The Long-Term Impact of Learning to Deliberate: A Follow-up Study of Democracy Fellows and a Class Cohort
This report is a follow-up to Harriger and McMillan’s Speaking of Politics: Preparing College Students for Democratic Citizenship through Deliberative Dialogue (Kettering Foundation Press, 2007). That book described a four-year study at Wake Forest University in which students, called Democracy Fellows, were exposed to the process of deliberative dialogue both inside and outside of the classroom.
The focus of this report is an alumni study of the Democracy Fellows 10 years after their graduation. For purposes of comparison, they are matched with a class cohort that did not participate in the Democracy Fellows study. The authors describe differences in the ways that the Democracy Fellows and their classmates understand citizenship. They found that the Democracy Fellows have a more “complex and nuanced understanding of citizenship and its responsibilities.” Ten years on, they are more likely to be politically active and express more eagerness “to engage with people who hold different beliefs.” Their classmates’ concepts of citizenship are “more legalistic and less complex than those of the Democracy Fellows.”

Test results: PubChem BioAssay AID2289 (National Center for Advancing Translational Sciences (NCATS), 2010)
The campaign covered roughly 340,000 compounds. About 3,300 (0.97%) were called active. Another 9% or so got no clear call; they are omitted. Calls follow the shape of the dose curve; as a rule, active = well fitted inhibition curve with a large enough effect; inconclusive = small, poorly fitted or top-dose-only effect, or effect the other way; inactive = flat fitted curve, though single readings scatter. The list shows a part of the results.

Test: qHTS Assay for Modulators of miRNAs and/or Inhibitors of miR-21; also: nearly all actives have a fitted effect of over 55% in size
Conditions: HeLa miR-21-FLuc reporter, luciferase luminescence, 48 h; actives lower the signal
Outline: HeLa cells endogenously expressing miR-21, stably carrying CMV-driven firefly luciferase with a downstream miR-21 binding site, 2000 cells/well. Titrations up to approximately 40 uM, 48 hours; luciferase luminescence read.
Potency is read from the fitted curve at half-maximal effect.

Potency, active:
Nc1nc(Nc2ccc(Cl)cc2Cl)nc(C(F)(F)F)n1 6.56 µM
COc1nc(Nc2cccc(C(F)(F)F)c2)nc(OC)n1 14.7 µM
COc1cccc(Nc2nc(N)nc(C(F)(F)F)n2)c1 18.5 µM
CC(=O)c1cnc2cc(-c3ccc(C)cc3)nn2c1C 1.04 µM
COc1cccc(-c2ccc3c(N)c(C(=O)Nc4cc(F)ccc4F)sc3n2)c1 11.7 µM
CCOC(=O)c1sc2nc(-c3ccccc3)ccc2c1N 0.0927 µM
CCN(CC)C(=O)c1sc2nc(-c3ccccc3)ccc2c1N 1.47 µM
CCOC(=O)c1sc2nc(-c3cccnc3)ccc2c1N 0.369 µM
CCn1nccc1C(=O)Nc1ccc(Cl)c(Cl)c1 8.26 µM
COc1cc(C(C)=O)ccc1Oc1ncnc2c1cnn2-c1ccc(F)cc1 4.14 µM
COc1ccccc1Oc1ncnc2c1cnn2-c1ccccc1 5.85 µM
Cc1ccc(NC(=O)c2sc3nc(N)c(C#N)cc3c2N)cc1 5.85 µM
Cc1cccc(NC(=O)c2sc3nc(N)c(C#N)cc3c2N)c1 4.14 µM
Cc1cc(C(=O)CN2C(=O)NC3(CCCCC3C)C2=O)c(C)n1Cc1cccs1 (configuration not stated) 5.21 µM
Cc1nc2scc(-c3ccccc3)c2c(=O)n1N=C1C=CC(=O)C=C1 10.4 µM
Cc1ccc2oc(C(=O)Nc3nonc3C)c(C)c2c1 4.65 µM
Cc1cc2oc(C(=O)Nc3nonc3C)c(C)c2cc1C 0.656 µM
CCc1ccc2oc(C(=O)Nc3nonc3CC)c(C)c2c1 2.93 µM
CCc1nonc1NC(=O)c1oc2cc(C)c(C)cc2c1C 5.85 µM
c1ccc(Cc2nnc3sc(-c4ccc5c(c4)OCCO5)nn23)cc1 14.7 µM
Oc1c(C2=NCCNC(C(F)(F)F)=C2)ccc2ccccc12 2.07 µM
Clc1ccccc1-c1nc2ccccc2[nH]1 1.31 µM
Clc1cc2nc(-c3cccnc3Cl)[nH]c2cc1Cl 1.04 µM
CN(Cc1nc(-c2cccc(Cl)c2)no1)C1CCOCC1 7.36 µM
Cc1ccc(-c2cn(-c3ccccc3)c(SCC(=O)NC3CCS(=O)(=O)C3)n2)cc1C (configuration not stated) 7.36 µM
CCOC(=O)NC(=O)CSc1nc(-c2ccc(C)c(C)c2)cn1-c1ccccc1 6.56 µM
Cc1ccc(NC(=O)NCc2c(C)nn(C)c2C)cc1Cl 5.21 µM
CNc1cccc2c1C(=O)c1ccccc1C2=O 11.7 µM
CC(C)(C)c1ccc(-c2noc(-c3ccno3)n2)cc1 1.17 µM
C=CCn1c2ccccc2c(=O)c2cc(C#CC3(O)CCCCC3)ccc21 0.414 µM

The authors of this follow-up study bring together research insights from the literature on political socialization, political participation, and deliberative democracy, with a particular focus on whether and how interventions during the college experience might shape subsequent civic engagement. Their work demonstrates the enduring impact of learning to deliberate.